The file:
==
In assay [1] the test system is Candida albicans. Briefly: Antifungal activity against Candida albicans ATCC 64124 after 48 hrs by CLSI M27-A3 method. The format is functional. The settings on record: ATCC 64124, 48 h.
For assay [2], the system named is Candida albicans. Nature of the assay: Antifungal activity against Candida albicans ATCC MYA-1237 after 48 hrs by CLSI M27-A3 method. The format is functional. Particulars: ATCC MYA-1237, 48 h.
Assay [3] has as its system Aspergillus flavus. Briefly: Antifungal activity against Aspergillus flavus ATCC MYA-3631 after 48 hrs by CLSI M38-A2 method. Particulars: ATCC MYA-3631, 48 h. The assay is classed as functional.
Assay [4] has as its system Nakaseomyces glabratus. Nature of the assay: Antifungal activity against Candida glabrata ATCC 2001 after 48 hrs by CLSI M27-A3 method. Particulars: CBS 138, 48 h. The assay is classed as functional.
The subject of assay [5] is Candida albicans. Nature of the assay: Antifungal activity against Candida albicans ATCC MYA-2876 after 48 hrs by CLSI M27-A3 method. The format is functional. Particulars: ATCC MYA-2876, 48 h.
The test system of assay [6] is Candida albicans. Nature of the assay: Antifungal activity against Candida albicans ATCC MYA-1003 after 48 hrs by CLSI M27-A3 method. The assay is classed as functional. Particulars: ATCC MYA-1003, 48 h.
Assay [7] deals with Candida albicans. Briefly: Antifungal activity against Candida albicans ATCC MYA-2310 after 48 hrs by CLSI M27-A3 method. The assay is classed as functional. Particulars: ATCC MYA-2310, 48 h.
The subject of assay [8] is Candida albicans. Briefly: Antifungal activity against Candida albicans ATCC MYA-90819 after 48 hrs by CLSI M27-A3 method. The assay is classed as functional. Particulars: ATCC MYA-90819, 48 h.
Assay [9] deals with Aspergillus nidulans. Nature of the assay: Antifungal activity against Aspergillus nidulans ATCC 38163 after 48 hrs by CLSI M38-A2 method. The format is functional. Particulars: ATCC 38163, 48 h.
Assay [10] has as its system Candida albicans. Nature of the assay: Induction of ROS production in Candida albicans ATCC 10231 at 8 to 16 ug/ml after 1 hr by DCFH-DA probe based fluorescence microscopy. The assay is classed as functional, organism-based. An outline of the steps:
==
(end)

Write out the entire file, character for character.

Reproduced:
In assay [1] the test system is Candida albicans. Briefly: Antifungal activity against Candida albicans ATCC 64124 after 48 hrs by CLSI M27-A3 method. The format is functional. The settings on record: ATCC 64124, 48 h.
For assay [2], the system named is Candida albicans. Nature of the assay: Antifungal activity against Candida albicans ATCC MYA-1237 after 48 hrs by CLSI M27-A3 method. The format is functional. Particulars: ATCC MYA-1237, 48 h.
Assay [3] has as its system Aspergillus flavus. Briefly: Antifungal activity against Aspergillus flavus ATCC MYA-3631 after 48 hrs by CLSI M38-A2 method. Particulars: ATCC MYA-3631, 48 h. The assay is classed as functional.
Assay [4] has as its system Nakaseomyces glabratus. Nature of the assay: Antifungal activity against Candida glabrata ATCC 2001 after 48 hrs by CLSI M27-A3 method. Particulars: CBS 138, 48 h. The assay is classed as functional.
The subject of assay [5] is Candida albicans. Nature of the assay: Antifungal activity against Candida albicans ATCC MYA-2876 after 48 hrs by CLSI M27-A3 method. The format is functional. Particulars: ATCC MYA-2876, 48 h.
The test system of assay [6] is Candida albicans. Nature of the assay: Antifungal activity against Candida albicans ATCC MYA-1003 after 48 hrs by CLSI M27-A3 method. The assay is classed as functional. Particulars: ATCC MYA-1003, 48 h.
Assay [7] deals with Candida albicans. Briefly: Antifungal activity against Candida albicans ATCC MYA-2310 after 48 hrs by CLSI M27-A3 method. The assay is classed as functional. Particulars: ATCC MYA-2310, 48 h.
The subject of assay [8] is Candida albicans. Briefly: Antifungal activity against Candida albicans ATCC MYA-90819 after 48 hrs by CLSI M27-A3 method. The assay is classed as functional. Particulars: ATCC MYA-90819, 48 h.
Assay [9] deals with Aspergillus nidulans. Nature of the assay: Antifungal activity against Aspergillus nidulans ATCC 38163 after 48 hrs by CLSI M38-A2 method. The format is functional. Particulars: ATCC 38163, 48 h.
Assay [10] has as its system Candida albicans. Nature of the assay: Induction of ROS production in Candida albicans ATCC 10231 at 8 to 16 ug/ml after 1 hr by DCFH-DA probe based fluorescence microscopy. The assay is classed as functional, organism-based. An outline of the steps: